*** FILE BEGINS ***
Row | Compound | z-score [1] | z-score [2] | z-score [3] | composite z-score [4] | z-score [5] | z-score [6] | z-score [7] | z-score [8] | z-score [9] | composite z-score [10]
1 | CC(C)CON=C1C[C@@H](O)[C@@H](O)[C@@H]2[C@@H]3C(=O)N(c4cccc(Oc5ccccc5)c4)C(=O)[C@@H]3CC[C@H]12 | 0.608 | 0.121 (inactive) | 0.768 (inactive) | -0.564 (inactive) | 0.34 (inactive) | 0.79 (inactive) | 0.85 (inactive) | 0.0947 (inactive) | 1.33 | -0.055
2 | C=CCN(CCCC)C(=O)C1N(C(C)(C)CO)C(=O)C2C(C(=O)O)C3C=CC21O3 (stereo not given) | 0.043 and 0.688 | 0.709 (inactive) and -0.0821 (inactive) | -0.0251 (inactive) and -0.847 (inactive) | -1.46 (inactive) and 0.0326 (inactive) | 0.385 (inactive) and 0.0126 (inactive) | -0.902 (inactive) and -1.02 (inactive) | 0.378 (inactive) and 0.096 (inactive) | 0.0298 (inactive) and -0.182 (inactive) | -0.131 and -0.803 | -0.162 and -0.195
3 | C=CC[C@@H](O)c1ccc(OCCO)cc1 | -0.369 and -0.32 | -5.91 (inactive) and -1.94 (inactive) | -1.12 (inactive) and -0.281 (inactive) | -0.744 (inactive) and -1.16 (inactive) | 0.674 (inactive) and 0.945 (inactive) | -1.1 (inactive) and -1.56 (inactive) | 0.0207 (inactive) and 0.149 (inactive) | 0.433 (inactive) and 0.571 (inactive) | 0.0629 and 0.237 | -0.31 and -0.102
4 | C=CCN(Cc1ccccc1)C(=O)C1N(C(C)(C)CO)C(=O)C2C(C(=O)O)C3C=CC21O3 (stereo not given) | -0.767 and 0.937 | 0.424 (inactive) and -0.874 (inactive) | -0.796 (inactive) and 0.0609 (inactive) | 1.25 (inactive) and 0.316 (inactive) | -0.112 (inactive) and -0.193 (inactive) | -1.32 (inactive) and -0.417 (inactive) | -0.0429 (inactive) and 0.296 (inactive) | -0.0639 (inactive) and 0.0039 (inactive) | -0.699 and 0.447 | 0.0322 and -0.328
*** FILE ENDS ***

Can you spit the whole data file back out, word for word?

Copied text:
Row | Compound | z-score [1] | z-score [2] | z-score [3] | composite z-score [4] | z-score [5] | z-score [6] | z-score [7] | z-score [8] | z-score [9] | composite z-score [10]
1 | CC(C)CON=C1C[C@@H](O)[C@@H](O)[C@@H]2[C@@H]3C(=O)N(c4cccc(Oc5ccccc5)c4)C(=O)[C@@H]3CC[C@H]12 | 0.608 | 0.121 (inactive) | 0.768 (inactive) | -0.564 (inactive) | 0.34 (inactive) | 0.79 (inactive) | 0.85 (inactive) | 0.0947 (inactive) | 1.33 | -0.055
2 | C=CCN(CCCC)C(=O)C1N(C(C)(C)CO)C(=O)C2C(C(=O)O)C3C=CC21O3 (stereo not given) | 0.043 and 0.688 | 0.709 (inactive) and -0.0821 (inactive) | -0.0251 (inactive) and -0.847 (inactive) | -1.46 (inactive) and 0.0326 (inactive) | 0.385 (inactive) and 0.0126 (inactive) | -0.902 (inactive) and -1.02 (inactive) | 0.378 (inactive) and 0.096 (inactive) | 0.0298 (inactive) and -0.182 (inactive) | -0.131 and -0.803 | -0.162 and -0.195
3 | C=CC[C@@H](O)c1ccc(OCCO)cc1 | -0.369 and -0.32 | -5.91 (inactive) and -1.94 (inactive) | -1.12 (inactive) and -0.281 (inactive) | -0.744 (inactive) and -1.16 (inactive) | 0.674 (inactive) and 0.945 (inactive) | -1.1 (inactive) and -1.56 (inactive) | 0.0207 (inactive) and 0.149 (inactive) | 0.433 (inactive) and 0.571 (inactive) | 0.0629 and 0.237 | -0.31 and -0.102
4 | C=CCN(Cc1ccccc1)C(=O)C1N(C(C)(C)CO)C(=O)C2C(C(=O)O)C3C=CC21O3 (stereo not given) | -0.767 and 0.937 | 0.424 (inactive) and -0.874 (inactive) | -0.796 (inactive) and 0.0609 (inactive) | 1.25 (inactive) and 0.316 (inactive) | -0.112 (inactive) and -0.193 (inactive) | -1.32 (inactive) and -0.417 (inactive) | -0.0429 (inactive) and 0.296 (inactive) | -0.0639 (inactive) and 0.0039 (inactive) | -0.699 and 0.447 | 0.0322 and -0.328